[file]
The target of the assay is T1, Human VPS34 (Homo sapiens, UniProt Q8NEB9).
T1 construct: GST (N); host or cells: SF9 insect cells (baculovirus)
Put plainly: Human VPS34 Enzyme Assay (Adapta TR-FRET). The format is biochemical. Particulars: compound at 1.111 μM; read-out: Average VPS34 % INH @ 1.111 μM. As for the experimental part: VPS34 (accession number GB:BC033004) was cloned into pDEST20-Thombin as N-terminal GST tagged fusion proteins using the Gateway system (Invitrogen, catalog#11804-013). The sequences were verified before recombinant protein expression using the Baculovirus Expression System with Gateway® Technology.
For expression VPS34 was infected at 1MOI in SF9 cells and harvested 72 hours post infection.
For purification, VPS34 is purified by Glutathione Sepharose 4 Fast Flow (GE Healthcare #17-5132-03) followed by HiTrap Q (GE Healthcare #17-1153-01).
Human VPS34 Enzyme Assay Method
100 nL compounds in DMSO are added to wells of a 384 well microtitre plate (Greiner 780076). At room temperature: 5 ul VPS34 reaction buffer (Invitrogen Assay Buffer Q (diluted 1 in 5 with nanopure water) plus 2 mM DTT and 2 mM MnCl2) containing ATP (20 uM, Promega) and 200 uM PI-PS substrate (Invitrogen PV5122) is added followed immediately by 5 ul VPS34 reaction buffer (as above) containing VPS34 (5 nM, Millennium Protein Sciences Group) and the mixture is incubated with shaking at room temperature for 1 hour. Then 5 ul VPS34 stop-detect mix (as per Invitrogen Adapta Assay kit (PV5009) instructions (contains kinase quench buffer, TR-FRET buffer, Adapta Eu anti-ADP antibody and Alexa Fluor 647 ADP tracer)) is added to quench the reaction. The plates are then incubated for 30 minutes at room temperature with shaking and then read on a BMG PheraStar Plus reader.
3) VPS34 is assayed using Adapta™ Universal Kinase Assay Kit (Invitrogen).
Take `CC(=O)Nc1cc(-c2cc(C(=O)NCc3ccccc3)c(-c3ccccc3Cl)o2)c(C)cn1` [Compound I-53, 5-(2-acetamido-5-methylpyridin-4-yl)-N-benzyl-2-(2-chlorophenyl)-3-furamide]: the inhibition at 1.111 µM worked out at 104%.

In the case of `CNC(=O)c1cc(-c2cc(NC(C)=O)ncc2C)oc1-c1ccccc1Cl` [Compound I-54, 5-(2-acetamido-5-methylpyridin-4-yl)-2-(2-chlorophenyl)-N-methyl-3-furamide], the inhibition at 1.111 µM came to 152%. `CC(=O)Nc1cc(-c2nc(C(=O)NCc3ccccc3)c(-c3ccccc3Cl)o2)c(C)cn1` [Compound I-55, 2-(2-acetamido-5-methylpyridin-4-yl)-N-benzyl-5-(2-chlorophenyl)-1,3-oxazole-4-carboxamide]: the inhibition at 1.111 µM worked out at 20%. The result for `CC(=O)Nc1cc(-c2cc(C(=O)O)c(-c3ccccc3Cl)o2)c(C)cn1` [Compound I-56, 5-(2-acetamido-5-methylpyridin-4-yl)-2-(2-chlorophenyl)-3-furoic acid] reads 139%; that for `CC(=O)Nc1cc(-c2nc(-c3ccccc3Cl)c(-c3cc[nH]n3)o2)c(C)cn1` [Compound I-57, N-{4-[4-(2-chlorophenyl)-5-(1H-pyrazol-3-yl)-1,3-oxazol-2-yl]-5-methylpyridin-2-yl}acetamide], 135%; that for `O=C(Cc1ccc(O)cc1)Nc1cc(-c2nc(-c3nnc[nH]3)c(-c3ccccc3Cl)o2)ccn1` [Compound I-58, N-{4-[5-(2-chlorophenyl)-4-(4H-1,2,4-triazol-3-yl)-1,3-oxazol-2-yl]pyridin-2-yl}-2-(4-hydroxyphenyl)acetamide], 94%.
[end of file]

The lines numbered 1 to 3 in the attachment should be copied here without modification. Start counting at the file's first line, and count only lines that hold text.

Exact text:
The target of the assay is T1, Human VPS34 (Homo sapiens, UniProt Q8NEB9).
T1 construct: GST (N); host or cells: SF9 insect cells (baculovirus)
Put plainly: Human VPS34 Enzyme Assay (Adapta TR-FRET). The format is biochemical. Particulars: compound at 1.111 μM; read-out: Average VPS34 % INH @ 1.111 μM. As for the experimental part: VPS34 (accession number GB:BC033004) was cloned into pDEST20-Thombin as N-terminal GST tagged fusion proteins using the Gateway system (Invitrogen, catalog#11804-013). The sequences were verified before recombinant protein expression using the Baculovirus Expression System with Gateway® Technology.